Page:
The COVID-19 curve in the United States is rising again after months of decline, with the number of new cases a day doubled in the last three weeks, driven by the rapidly expanding delta variant, delayed vaccination rates and meetings of the fourth of July.
The confirmed infections averaged about 23,600 daily on Monday, up from 11,300 on June 23, according to data from Johns Hopkins University. And all but two states, Maine and South Dakota, reported that case numbers have risen over the past two weeks.
“It’s certainly no coincidence that we’re looking at exactly when we’d expect cases to occur after the weekend of the fourth of July,” said Dr. Bill Powderly, co-director of the Faculty of Medicine’s Infectious Diseases Division. of the University of Washington. in Sant Lluís.
At the same time, some parts of the country are facing resistance to the deep vaccine, while the highly contagious mutant version of the coronavirus that was first detected in India represents an increasing proportion of infections.
Nationally, 55.6% of all Americans have received at least one COVID-19 shot, according to the Centers for Disease Control and Prevention. The five states with the two-week biggest jump in cases per capita all had fewer vaccination rates: Missouri, 45.9%; Arkansas, 43%; Nevada, 50.9%; Louisiana, 39.2%; and Utah, 49.5%.
Even with the latest rise, cases in the United States don’t even reach a quarter of a million a day in January. And deaths are reduced to less than 260 a day, on average, after exceeding 3,400 in the winter, a testament to the effectiveness with which the vaccine can prevent serious illness and death in those who become infected.
Still, in the middle of the climb, health authorities in places like Los Angeles County and St. Louis is even asking immunized people to continue wearing masks in public. And Chicago officials announced Tuesday that unvaccinated travelers from Missouri and Arkansas will have to quarantine for 10 days or take a negative COVID-19 test.
Meanwhile, the Mississippi Department of Health, which died last country from vaccines, began blocking posts about COVID-19 on its Facebook page due to an “increase in misinformation” about the virus and the vaccine.
Mississippi officials also recommend that people 65 and older and people with chronic illnesses stay away from large indoor gatherings due to a 150% increase in hospitalizations over the past three weeks.
But political will may not be there in many states tired of months of restrictions.
In Michigan, Democratic Gov. Gretchen Whitmer is facing an effort to repeal a law she used to impose significant restrictions during the early stages of the pandemic.
And Republican Gov. Kay Ivey of Alabama backtracked on the idea that the state might need to reimpose preventative measures as vaccinations are delayed and hospitalizations increased.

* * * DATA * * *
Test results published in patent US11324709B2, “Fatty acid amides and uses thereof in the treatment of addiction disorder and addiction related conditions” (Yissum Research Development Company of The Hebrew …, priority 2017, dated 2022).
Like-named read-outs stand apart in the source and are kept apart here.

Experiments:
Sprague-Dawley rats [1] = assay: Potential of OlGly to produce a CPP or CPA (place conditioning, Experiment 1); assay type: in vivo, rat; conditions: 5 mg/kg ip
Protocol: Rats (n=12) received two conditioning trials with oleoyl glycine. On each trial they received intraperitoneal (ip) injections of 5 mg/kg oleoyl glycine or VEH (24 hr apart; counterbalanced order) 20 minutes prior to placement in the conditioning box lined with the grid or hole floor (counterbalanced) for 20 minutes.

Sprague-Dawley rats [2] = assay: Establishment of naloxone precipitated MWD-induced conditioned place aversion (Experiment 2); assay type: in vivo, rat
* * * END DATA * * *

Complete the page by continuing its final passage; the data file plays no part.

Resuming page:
“Alabama is OPEN for business. Vaccines are available, and I encourage people to get one. The state of emergency and health orders have expired. We are moving forward,” he said on social media.
Dr. James Lawler, leader of the World Center for Health Security at the University of Nebraska Medical Center in Omaha, said wearing masks and limiting meetings would help. But he acknowledged that most sites that have higher rates of the virus “are exactly the areas of the country that don’t want to do any of these things.”
Lawler warned that what is happening in Britain is a preview of what will come to the United States
“The descriptions of regions of the world where the delta variant has consolidated and become the predominant virus are images of ICUs that are 30 years old. This is what critical care physicians describe and this is what it will come to the United States, ”he said. .
He added: “I think people have no idea what is about to hit us.”
President Joe Biden puts a dose of star power behind the administration’s efforts to vaccinate young people. Eighteen-year-old actress, singer and songwriter Olivia Rodrigo will meet Wednesday with Biden and Dr. Anthony Fauci.
Although the administration has been successful in vaccinating older Americans, young adults have shown less urgency to receive the shots.
Some, at least, are answering the call in Missouri after weeks of begging, said Erik Frederick, chief executive of Mercy Hospital Springfield. He tweeted that the number of people who were vaccinated at his vaccine clinic has gone from 150 to 250 daily.
“That gives me hope,” he said.
© 2021 The Associated Press. All rights reserved. This material may not be published, broadcast, rewritten or redistributed without permission.
Citation: U.S. COVID-19 Cases Rise Again, Doubling in Three Weeks (2021, July 13), Retrieved July 13, 2021 at https://medicalxpress.com/news/2021-07-covid -cases-weeks.html
This document is subject to copyright. Apart from any fair treatment for the purposes of private study or research, no part may be reproduced without written permission. Content is provided for informational purposes only.